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Sunday, 19 June 2011

Griff says; The uses and abuses of love and power

As a grumpy old leftist with a natural suspicion of the official channels of communication I can often be overheard complaining about the servile, government-sanctioned, PR propaganda machine that the BBC has in recent times become. At other times, mainly after accidentally watching US news channels, I can become rather fond and protective of our state-sponsored broadcaster and sometimes, as you are about to see, I can even become really quite enthusiastic about it. The reason for my recent softening towards the BBC is their decision to broadcast brilliant documentary maker Adam Curtis' latest work; the three-part documentary, All Watched Over by Machines of Loving Grace. You may recognise the title as originally belonging to a collection of poems published in 1967 by Richard Brautigan. The title poem of this work (see below) envisions a world where cybernetics has advanced to a stage where it allows a return to the balance of nature and an elimination of the need for human labour.

I like to think (and
the sooner the better!)
of a cybernetic meadow
where mammals and computers
live together in mutually
programming harmony
like pure water
touching clear sky.

I like to think
(right now, please!)
of a cybernetic forest
filled with pines and electronics
where deer stroll peacefully
past computers
as if they were flowers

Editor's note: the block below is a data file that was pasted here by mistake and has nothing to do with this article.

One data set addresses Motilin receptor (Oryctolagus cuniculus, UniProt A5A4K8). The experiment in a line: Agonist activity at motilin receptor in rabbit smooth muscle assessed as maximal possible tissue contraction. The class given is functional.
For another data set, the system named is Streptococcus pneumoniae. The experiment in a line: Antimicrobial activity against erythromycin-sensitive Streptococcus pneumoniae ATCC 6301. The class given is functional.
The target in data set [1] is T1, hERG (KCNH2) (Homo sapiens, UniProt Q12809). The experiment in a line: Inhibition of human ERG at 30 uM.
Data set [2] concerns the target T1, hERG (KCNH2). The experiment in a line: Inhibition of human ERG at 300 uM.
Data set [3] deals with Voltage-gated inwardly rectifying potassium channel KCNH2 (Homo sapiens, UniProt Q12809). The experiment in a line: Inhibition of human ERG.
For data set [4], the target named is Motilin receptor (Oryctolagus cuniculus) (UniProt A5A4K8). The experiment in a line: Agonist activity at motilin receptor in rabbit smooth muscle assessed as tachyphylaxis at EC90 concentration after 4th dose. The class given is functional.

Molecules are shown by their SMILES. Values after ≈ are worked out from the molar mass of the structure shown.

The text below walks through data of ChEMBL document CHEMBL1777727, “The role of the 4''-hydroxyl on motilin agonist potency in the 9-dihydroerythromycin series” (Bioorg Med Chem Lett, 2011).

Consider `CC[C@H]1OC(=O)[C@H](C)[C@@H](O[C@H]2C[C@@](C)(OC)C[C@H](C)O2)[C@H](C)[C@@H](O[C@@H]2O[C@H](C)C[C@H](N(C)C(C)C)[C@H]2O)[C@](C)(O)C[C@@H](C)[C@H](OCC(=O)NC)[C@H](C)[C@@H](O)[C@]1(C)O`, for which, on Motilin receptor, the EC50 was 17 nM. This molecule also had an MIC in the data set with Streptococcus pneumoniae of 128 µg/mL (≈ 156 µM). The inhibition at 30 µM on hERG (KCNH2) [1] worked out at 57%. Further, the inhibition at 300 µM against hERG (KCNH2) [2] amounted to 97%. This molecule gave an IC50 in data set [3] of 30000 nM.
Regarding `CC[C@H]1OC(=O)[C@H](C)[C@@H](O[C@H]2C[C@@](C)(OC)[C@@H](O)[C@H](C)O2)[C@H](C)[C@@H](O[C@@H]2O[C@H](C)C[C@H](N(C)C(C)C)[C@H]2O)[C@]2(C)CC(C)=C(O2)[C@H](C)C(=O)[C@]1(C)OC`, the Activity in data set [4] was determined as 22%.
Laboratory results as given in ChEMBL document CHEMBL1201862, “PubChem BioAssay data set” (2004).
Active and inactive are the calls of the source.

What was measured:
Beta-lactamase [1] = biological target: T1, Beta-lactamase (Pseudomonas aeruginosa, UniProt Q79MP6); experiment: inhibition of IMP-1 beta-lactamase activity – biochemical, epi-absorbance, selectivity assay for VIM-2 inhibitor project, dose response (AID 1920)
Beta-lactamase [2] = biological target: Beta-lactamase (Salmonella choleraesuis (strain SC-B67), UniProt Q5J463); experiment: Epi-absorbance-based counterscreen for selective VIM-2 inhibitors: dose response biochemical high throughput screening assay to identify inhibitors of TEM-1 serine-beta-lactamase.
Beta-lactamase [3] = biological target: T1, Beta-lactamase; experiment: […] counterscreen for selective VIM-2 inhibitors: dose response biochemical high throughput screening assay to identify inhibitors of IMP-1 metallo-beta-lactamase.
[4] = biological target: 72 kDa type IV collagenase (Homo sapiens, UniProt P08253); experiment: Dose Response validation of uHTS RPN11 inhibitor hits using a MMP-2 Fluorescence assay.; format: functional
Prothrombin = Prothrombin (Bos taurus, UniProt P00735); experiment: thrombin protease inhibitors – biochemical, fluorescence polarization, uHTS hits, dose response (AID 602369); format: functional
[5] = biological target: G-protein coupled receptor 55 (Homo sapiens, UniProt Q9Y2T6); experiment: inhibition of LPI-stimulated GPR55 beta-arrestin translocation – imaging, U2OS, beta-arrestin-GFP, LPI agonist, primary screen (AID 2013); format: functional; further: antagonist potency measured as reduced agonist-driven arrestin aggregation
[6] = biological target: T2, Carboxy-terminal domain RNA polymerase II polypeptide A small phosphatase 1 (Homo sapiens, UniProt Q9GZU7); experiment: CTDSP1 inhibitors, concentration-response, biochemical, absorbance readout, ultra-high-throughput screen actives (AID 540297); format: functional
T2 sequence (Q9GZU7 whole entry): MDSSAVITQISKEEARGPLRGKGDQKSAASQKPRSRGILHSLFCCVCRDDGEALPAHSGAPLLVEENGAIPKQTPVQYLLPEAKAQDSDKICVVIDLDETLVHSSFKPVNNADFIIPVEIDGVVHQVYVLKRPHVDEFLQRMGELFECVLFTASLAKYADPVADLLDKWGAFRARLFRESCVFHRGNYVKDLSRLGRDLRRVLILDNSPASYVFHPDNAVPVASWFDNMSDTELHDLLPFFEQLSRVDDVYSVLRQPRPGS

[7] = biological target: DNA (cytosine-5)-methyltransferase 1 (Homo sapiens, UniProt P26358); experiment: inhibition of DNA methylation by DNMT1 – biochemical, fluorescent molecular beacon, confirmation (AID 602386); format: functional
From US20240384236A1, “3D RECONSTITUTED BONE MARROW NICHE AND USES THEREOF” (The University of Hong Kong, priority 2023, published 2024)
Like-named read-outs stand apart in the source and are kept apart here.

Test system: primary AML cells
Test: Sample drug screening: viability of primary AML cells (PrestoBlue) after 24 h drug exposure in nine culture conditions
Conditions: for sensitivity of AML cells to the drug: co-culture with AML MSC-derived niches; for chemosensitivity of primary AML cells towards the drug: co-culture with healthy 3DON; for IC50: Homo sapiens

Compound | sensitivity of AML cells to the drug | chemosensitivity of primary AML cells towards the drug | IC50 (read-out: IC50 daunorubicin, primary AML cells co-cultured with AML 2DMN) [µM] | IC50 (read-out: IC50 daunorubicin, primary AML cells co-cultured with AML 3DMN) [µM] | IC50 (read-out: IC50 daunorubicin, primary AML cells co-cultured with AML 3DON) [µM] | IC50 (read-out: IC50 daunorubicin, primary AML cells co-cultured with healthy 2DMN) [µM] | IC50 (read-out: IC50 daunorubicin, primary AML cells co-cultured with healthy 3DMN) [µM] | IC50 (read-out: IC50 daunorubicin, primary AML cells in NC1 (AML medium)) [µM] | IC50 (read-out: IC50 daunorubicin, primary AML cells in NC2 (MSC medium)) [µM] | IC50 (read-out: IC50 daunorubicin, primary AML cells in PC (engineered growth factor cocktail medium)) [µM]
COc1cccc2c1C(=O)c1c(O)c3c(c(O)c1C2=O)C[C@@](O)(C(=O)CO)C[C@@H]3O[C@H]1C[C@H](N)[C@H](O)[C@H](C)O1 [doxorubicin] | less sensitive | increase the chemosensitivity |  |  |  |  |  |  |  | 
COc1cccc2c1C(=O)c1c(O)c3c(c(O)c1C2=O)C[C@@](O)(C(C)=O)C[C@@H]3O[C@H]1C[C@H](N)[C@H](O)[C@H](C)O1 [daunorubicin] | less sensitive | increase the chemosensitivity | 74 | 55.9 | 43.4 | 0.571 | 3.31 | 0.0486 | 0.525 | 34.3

with spinning blossoms.

I like to think
(it has to be!)
of a cybernetic ecology
where we are free of our labors
and joined back to nature,
returned to our mammal
brothers and sisters,
and all watched over
by machines of loving grace.

Curtis' work, by contrast, is described in the accompanying blurb to the series as;

"A series of films about how humans have been colonised by the machines
they have built. Although we dont realise it, the way we see everything
in the world today is through the eyes of the computers. This is the
story of the dream that rose up in the 1990s that computers could
create a new kind of stable world. They would bring about a new kind of
global capitalism free of all risk and without the boom and bust of
the past. They would also abolish political power and create a new
kind of democracy through the internet where millions of individuals
would be connected as nodes in cybernetic systems – without hierarchy."

In my opinion, having watched and thoroughly enjoyed all three episodes, the above description doesn't fully explain the core themes of this important work as I see them. Namely, the itinerant nature of power and the elusive fantasy of liberty.

Anyone, familiar with Curtis' previous work will recognise these motifs as being essential to his greatest and best known films, such as; 2002's exploration of consumerism The Century of the Self, 2004's comparison of Islamism in the Arab world and Neoconservatism in the United States The Power of Nightmares and 2007's analysis of the concept and definition of freedom, The Trap. All Watched Over by Machines of Loving Grace employs the same techniques as these previous documentaries; a fast-paced, cut-and-paste collage of interviews, news footage and retro pop-culture nuggets overlaid with Curtis's own cool voiceover polemics and well-chosen bursts of music. If you're any kind of music obsessive; and let's face it you're reading this blog, so it does seem likely; then the latter will drive you mad as you seek to identify each of the tracks.